Court Overturns Benefit Denial Due to Plan’s Improper Application of Experimental Exclusion

Posted August 14, 2013 by ABlume in News | 0 comments

From EBIA

This decision replaces an earlier decision that upheld a self-insured health plan’s denial of benefits for a participant’s surgical procedure because the plan language clearly excluded the procedure as experimental. But after learning that the language actually came from the claims administrator’s internal policy document (not the plan itself), the court vacated its earlier decision and reconsidered the administrative record. The court reviewed the benefit denial “de novo” (anew), rather than applying a deferential standard of review, because the committee that made the final decision was not the ERISA plan administrator and had not been delegated discretionary authority.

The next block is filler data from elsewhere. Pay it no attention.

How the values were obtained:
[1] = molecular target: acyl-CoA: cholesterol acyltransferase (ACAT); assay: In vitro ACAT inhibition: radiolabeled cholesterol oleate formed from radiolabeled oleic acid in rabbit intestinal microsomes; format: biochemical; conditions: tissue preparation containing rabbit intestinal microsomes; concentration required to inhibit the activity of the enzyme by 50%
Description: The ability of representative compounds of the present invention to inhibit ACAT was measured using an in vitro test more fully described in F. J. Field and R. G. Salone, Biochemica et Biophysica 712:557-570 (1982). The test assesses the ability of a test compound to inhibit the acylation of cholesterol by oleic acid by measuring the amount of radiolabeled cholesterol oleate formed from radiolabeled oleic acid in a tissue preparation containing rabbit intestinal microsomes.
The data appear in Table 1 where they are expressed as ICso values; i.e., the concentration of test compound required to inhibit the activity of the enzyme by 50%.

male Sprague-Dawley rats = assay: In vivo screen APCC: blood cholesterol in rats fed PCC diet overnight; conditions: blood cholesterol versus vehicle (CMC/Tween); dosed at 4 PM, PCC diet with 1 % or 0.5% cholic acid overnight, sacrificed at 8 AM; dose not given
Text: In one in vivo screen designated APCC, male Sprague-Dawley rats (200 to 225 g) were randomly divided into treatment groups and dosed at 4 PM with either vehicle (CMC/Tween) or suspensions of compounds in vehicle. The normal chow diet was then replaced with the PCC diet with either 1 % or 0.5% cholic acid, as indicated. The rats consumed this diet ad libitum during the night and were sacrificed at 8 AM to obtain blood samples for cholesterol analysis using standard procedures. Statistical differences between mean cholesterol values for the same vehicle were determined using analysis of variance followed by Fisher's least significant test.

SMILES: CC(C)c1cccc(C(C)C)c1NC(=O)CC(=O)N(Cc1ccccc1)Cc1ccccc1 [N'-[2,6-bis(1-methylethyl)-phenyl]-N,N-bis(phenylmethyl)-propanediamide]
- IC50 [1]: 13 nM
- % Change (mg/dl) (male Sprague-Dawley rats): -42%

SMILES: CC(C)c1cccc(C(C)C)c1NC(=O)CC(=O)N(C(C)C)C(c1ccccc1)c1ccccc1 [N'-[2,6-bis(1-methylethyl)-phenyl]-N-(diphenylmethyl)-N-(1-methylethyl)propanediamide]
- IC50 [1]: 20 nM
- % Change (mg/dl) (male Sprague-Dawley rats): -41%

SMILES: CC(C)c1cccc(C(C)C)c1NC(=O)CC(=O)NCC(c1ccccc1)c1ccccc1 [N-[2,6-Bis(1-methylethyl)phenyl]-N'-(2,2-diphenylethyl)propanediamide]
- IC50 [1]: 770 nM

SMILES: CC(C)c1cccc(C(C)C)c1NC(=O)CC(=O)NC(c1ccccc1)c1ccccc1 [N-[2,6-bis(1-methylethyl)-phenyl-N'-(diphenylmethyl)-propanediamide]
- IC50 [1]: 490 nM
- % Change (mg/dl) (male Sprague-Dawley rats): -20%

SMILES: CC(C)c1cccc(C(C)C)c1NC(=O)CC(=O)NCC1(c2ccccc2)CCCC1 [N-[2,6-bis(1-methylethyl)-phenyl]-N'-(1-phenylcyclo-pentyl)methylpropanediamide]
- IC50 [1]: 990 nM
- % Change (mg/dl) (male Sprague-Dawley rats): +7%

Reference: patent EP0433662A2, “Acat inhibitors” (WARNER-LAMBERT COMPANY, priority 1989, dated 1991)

The court’s review focused on the plan provision excluding experimental and investigational treatments because the plan’s claim denial letter and two appeal denial letters had not challenged medical necessity. The court concluded that the plan’s claim denial letter and first-level appeal denial letter both relied solely on language excerpted from the claims administrator’s internal policy document stating that the requested procedure is experimental or unproven—copied verbatim each time, without any explanation of how it applied to the participant’s situation. And the second-level appeal denial letter similarly repeated the same rationale in reliance on the earlier letters. In particular, none of the denial letters responded to (or even acknowledged receipt of) detailed information provided by the participant’s doctor regarding the procedure’s repeated use, safety, and efficacy for treating patients with the participant’s diagnosis. (The court also noted a number of other procedural improprieties, including inconsistencies between decisionmakers’ internal notes and the denial letters and confusion over whether the participant had been offered or received an external review.) Ultimately, the court concluded that bare reliance on the claims administrator’s internal policy determination was not sufficient to demonstrate that the experimental exclusion applied, and ruled that the participant is entitled to benefits.

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